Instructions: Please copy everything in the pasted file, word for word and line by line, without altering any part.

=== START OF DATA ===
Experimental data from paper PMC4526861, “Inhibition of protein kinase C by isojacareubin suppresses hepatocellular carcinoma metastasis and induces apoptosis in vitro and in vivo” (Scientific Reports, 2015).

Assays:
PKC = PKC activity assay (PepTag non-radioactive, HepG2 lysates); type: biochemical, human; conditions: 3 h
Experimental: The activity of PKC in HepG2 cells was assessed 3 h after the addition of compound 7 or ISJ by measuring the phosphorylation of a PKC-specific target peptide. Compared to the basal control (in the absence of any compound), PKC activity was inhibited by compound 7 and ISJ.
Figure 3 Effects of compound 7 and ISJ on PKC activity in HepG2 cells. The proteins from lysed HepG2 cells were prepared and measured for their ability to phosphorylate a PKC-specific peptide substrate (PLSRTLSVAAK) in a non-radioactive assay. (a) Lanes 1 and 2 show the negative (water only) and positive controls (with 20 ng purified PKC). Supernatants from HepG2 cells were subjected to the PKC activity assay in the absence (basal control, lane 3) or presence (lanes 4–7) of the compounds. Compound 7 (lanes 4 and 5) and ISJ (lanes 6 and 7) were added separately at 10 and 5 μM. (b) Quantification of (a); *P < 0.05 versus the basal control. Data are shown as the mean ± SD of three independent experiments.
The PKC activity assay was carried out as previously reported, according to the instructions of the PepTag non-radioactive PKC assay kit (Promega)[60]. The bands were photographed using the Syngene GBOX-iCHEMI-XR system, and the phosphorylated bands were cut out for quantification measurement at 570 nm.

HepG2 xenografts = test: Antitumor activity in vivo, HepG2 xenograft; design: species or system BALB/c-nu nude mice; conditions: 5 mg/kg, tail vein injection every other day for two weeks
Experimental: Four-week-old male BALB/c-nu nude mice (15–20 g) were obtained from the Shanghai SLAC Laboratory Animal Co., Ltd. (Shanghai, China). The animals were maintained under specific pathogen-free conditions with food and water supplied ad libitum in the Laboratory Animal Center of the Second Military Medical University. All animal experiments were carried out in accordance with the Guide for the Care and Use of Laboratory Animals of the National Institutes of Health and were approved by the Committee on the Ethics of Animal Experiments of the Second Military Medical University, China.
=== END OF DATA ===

Experimental data from paper PMC4526861, “Inhibition of protein kinase C by isojacareubin suppresses hepatocellular carcinoma metastasis and induces apoptosis in vitro and in vivo” (Scientific Reports, 2015).

Assays:
PKC = PKC activity assay (PepTag non-radioactive, HepG2 lysates); type: biochemical, human; conditions: 3 h
Experimental: The activity of PKC in HepG2 cells was assessed 3 h after the addition of compound 7 or ISJ by measuring the phosphorylation of a PKC-specific target peptide. Compared to the basal control (in the absence of any compound), PKC activity was inhibited by compound 7 and ISJ.
Figure 3 Effects of compound 7 and ISJ on PKC activity in HepG2 cells. The proteins from lysed HepG2 cells were prepared and measured for their ability to phosphorylate a PKC-specific peptide substrate (PLSRTLSVAAK) in a non-radioactive assay. (a) Lanes 1 and 2 show the negative (water only) and positive controls (with 20 ng purified PKC). Supernatants from HepG2 cells were subjected to the PKC activity assay in the absence (basal control, lane 3) or presence (lanes 4–7) of the compounds. Compound 7 (lanes 4 and 5) and ISJ (lanes 6 and 7) were added separately at 10 and 5 μM. (b) Quantification of (a); *P < 0.05 versus the basal control. Data are shown as the mean ± SD of three independent experiments.
The PKC activity assay was carried out as previously reported, according to the instructions of the PepTag non-radioactive PKC assay kit (Promega)[60]. The bands were photographed using the Syngene GBOX-iCHEMI-XR system, and the phosphorylated bands were cut out for quantification measurement at 570 nm.

HepG2 xenografts = test: Antitumor activity in vivo, HepG2 xenograft; design: species or system BALB/c-nu nude mice; conditions: 5 mg/kg, tail vein injection every other day for two weeks
Experimental: Four-week-old male BALB/c-nu nude mice (15–20 g) were obtained from the Shanghai SLAC Laboratory Animal Co., Ltd. (Shanghai, China). The animals were maintained under specific pathogen-free conditions with food and water supplied ad libitum in the Laboratory Animal Center of the Second Military Medical University. All animal experiments were carried out in accordance with the Guide for the Care and Use of Laboratory Animals of the National Institutes of Health and were approved by the Committee on the Ethics of Animal Experiments of the Second Military Medical University, China.